The subscription service Fold3 recently added a category of records, Navy Officers’ Letters 1802-1884, to their online holdings. These are from the collection of the National Archives, but accessing them through Fold3 makes everything a lot easier. I’ve subscribed to Fold3, that specializes in military records, for years. It’s extremely useful as a research tool to quickly find and collect primary source material.
Much of the collection is very mundane stuff — leave requests, notification of change of address for officers not currently assigned a ship (so that the Navy Department could get in contact with the easily), and similar correspondence. But it can be useful in extracting the details of a specific individual’s career and experiences.
Here is a letter from Midshipman Edwin Ward Moore who, a bit over a decade later, would resign his commission in the U.S. Navy to take command of the so-called Second Texas Navy of the Republic of Texas. In July 1828, seventeen-year-old Moore had just passed three-and-a-half years as a Midshipman, and was clearly anxious to find a berth on a ship on active service. USS Hudson, a brand-new frigate recently purchased into the U.S. navy, was fitting out for a cruise in which she would serve as flagship of the U.S. Brazil Squadron, a small force that was positioned to protect American interests in the region during a period of conflict between Brazil and Argentina. Active-duty berths were hard to come by for young men like Moore during that period, but seagoing experience was essential for promotion. Service aboard a squadron flagship like Hudson was even more of a plum, where Moore might be able to gain the notice of the Commodore, John Orde Creigton, in the hope that that might ease Moore’s path to promotion even more.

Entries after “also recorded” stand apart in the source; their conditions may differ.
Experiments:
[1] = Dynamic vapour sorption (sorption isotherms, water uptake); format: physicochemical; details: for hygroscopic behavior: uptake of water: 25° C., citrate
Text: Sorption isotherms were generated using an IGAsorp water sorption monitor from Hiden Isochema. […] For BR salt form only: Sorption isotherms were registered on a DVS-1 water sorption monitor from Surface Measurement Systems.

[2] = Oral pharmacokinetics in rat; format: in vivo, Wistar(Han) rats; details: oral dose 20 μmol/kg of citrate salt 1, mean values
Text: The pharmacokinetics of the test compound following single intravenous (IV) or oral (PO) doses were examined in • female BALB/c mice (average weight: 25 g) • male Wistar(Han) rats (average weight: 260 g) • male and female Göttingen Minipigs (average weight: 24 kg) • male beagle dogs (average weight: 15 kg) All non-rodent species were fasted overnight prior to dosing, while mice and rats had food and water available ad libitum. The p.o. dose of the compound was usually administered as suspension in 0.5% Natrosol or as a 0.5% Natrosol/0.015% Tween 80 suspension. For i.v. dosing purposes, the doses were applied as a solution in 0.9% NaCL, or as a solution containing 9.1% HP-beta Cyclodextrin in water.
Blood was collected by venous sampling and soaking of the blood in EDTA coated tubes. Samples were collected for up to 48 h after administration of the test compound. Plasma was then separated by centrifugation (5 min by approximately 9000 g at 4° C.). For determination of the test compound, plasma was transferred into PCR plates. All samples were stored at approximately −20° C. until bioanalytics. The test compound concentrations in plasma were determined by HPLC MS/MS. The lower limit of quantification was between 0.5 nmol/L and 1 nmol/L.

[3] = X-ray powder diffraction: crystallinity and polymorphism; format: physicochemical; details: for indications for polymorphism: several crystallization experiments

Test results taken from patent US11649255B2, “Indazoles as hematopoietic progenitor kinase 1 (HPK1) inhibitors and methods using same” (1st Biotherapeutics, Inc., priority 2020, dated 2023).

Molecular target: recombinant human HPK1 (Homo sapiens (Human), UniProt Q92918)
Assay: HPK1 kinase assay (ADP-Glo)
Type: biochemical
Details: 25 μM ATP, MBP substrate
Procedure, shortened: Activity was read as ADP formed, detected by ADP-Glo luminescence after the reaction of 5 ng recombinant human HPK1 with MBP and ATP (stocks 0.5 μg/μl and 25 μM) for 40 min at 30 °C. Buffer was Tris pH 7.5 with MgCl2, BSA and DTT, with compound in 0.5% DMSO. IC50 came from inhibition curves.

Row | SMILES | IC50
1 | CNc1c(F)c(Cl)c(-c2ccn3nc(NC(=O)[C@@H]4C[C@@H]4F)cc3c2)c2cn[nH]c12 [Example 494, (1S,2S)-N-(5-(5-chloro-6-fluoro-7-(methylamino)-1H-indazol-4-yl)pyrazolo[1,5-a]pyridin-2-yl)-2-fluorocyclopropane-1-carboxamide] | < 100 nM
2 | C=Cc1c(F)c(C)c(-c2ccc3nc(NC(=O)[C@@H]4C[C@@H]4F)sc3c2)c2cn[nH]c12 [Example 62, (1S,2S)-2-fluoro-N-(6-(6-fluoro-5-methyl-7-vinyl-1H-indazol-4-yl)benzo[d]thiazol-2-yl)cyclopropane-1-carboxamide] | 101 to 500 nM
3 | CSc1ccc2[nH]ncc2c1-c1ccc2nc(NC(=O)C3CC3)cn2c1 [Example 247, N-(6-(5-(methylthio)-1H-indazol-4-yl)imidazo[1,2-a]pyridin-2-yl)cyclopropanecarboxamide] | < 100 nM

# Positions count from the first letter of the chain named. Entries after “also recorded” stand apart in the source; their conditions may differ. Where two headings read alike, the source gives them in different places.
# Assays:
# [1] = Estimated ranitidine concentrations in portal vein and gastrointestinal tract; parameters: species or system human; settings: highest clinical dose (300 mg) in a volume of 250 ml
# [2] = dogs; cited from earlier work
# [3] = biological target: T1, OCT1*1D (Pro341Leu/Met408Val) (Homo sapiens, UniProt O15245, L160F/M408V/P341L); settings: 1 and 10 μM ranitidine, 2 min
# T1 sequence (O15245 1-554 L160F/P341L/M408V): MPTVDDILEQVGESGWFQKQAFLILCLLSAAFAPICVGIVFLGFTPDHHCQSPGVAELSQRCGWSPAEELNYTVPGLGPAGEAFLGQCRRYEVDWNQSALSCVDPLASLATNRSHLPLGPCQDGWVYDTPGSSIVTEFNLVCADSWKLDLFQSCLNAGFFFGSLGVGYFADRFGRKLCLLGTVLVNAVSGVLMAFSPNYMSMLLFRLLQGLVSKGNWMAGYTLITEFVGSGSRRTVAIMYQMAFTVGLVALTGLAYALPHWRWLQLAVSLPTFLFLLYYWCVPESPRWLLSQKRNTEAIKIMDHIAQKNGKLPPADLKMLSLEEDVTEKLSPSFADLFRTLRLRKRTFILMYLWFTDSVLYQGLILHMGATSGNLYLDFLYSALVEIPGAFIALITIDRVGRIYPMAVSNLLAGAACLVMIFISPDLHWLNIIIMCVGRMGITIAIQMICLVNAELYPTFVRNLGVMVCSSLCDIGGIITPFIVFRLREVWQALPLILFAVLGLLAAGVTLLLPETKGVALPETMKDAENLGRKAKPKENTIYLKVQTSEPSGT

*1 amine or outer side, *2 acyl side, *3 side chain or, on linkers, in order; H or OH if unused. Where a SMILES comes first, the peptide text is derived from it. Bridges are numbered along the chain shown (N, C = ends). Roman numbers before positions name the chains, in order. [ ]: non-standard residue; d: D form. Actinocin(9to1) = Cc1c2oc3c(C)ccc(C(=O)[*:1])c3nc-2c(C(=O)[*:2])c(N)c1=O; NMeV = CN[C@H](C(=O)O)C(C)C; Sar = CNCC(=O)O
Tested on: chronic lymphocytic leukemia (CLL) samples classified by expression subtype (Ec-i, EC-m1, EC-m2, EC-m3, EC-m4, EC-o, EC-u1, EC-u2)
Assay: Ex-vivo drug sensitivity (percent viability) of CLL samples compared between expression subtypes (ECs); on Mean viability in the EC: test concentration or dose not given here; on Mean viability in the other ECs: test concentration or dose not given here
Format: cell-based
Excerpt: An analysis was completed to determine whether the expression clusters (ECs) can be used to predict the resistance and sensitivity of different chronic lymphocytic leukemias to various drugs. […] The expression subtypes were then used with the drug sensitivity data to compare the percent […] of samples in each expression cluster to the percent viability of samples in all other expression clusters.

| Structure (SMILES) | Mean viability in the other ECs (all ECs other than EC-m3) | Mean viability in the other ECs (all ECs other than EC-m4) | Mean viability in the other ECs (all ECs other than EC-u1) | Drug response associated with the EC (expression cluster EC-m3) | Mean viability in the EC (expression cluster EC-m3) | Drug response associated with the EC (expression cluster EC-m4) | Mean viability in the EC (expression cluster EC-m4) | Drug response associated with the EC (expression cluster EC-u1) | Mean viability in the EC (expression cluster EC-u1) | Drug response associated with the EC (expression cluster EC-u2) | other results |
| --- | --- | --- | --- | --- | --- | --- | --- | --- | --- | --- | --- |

Occoquan, Prince Willm Cy, Va
July 7th 1828
I have been on leave of absence since January and as I am very anxious to go to sea it would be very gratifying to me, if not inconsistent with the views of the Department, to receive orders to the United States Frigate Hudson, fitting out at New York.
Enclosed is a letter from the Hon. John S. Barbour which I did not received untill [sic.] a few days ago in consequence of its having been directed to Alexandria.
I am Sir
With Great Respect
Yr obt Servant
Midm E. W. Moore
Saml L. Southard
Secretary fo the Navy
As it happens, Moore didn’t get the appointment to Hudson. That frigate made a single, three-year cruise before returning to New York, where she was moored as a receiving ship for thirteen more years before being broken up. Far from USS Hudson being young Moore’s path to glory, today almost no one’s heard of her or her commander, John Orde Creigton.
U.S. warships at Port Mahon, USS Constitution at left, in 1837. Image from the USS Constitution Museum Collection.
Instead, Moore was assigned to the brand new sloop-of-war Fairfield, fitting out for service with the U.S. Mediterranean Squadron. Less that three months after sending off his letter to the Secretary of the Navy, Moore was aboard Fairfield as she entered the harbor at Port Mahon in the Balearic Islands. He stayed with Fairfield for a year in the Mediterranean before returning to the U.S. for shore duty, but returned to her in 1831 in the West Indies, where he served as Sailing Master and Acting Lieutenant.
Edwin Moore was on his way.